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March 14, 2006

Working-Class Philanthropy in Britain - Frank Prochaska explores its rich heritage

Posted by Frank Prochaska

Britain has a rich heritage of working class philanthropy. Leading historian of philanthropy Frank Prochaska - Lecturer in History at Yale University and the author, most recently, of Christianity and Social Service in Modern Britain: The Disinherited Spirit - explores this neglected heritage.

Philanthropy in Britain reflects values that have come to be seen, rather misleadingly, as the preserve of the middle classes. Indeed, some scholars define the middle class by reference to these values, having first defined the values as "middle class". The extreme result of such logic suggests that working men and women have little altruism or humanity and reduces their relationships to self interest, or at best mutual aid. But charitable institutions have always given a voice to those who have been excluded, or have felt excluded, from the political nation: minorities, dissenters, women, and the working classes. As it has been argued elsewhere in these essays, charity is an elemental form of associational democracy. It has never been a form of democracy that excluded most of the population.

In any study of organized charity, the contribution of the working classes is likely to be underplayed, for so much of it is informal and unrecorded, unostentatious and uncelebrated. Given the level of immediate distress, charity has always been a necessity in poor neighbourhoods.

Working-class charity takes various forms, from assisting neighbours during an emergency to founding a voluntary agency to address local needs. As Mrs Pember Reeves noted in her classic study of the London district of Kennington before the First World War, the [Mrs Pember Reeves, Round About a Pound a Week (London, 1914), pp. 39-40]:

respectable poor live over a morass of such intolerable poverty that they unite instinctively to save those known to them from falling into it.
In the nineteenth century, the charity of the poor to the poor was, according to various observers, startling in its extent [See, for example, William Conybeare, Charity of the Poor to the Poor (London, 1908)]. Friedrich Engels, invariably hostile to middle-class philanthropy, remarked that [Friedrich Engels, The Condition of the Working Class in England, eds. W. O. Henderson and W. H. Chaloner (Stanford, 1958), pp. 102, 140]:
although the workers cannot really afford to give charity on the same scale as the middle class, they are nevertheless more charitable in every way.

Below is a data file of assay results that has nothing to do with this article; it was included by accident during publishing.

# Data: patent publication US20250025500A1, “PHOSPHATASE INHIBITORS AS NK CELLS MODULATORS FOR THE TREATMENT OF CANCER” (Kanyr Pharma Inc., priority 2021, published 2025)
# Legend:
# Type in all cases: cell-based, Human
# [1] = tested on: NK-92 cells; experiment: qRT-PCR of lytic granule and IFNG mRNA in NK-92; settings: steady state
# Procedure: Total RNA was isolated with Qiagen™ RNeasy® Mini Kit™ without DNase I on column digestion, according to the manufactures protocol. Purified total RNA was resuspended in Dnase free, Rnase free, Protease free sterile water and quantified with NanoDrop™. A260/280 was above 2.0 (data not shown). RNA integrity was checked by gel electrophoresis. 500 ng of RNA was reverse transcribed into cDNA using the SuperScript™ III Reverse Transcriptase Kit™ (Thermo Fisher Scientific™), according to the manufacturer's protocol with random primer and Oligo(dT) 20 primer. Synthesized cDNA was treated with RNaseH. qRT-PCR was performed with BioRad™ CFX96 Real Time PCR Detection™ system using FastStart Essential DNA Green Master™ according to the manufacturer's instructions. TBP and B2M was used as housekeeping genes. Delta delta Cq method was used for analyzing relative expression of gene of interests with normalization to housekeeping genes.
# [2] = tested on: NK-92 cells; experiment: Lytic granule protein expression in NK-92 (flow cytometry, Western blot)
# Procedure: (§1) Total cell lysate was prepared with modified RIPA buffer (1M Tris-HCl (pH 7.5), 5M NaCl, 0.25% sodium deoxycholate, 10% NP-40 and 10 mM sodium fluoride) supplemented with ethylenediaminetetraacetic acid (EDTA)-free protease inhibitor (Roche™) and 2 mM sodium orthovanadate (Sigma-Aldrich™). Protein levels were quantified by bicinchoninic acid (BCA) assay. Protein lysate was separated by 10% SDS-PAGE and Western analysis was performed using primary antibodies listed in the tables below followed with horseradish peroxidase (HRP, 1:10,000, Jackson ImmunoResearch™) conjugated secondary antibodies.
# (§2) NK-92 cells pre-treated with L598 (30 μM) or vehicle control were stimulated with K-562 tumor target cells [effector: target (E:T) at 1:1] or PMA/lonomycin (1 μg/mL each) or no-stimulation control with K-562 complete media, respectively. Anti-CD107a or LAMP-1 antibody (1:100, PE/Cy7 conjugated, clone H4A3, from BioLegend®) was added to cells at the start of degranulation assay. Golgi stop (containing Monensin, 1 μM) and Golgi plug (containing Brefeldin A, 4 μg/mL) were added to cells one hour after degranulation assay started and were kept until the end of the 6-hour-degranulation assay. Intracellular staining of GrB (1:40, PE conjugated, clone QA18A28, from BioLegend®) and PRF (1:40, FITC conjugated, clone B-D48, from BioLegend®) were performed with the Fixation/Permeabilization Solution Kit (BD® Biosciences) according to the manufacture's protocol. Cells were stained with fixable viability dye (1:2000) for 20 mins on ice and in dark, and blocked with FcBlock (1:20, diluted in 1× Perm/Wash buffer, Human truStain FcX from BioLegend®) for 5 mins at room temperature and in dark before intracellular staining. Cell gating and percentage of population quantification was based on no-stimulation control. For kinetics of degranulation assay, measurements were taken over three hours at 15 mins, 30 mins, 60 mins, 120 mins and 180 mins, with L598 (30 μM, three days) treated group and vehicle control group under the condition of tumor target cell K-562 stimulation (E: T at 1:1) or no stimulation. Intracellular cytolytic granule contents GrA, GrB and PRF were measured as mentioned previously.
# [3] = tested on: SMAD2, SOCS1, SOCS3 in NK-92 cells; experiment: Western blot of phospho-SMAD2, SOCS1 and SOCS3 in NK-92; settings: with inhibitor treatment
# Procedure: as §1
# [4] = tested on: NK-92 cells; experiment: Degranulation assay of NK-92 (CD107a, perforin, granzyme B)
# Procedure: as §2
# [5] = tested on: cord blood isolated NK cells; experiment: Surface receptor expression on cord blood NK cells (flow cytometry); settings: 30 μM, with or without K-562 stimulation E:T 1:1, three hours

He did not consider that this expression of working-class solidarity might work to prevent a revolution.

As a glance at nineteenth-century working-class memoirs will attest, the poor knew the difference between "deserving" and "undeserving" behaviour, and they did not need to be reminded that charity, decency and self-help were wholesome. As a leading historian of respectable society remarks [F. M. L. Thompson, The Rise of Respectable Society (London, 1988), p. 353]:

independence, self-reliance, and self respect, pursued through companionship, co-operation, and voluntary collectivism, were hallmarks of the Victorian working classes.
Respectability was elastic, more an attitude of mind than a set of rules. Charitable institutions of all descriptions, whatever their size or social makeup, spoke its language. Whatever the background or social station of the giver, charity heightened status and self-esteem and offered a measure of respectability. It offered people in the most remote and deprived parts of the country opportunities to connect with their communities, to get outside themselves into wider experience. The respectable working class, often identified with church and chapel, was particularly noticeable in its charitable activity. Evangelical dissent, with its strength outside the wealthier strongholds of Anglicanism, was especially attractive to the upwardly mobile.

The relative dearth of evidence for organized working-class benevolence should not lead us to underestimate its extent. In the nineteenth century, working men and women established their own charity and Sunday schools, soup kitchens, washhouses, temperance societies, Salvation Army shelters, boot and clothing clubs, domestic missions, orphanages, sick clubs, mothers' meetings and visiting societies [See Frank Prochaska, The Voluntary Impulse (London, 1988), pp. 27-31, passim]. Servants set up their own charities to look after fellow servants in distress. Navvies established sick clubs and visiting societies complete with Navvy officials. The West Birmingham Relief Fund, established in 1892 by a group of workingmen, gave advice to the disabled and paid rent for deserving cases [Parliamentary Papers, Royal Commission on the Aged Poor, 1895, pp. 885, 888].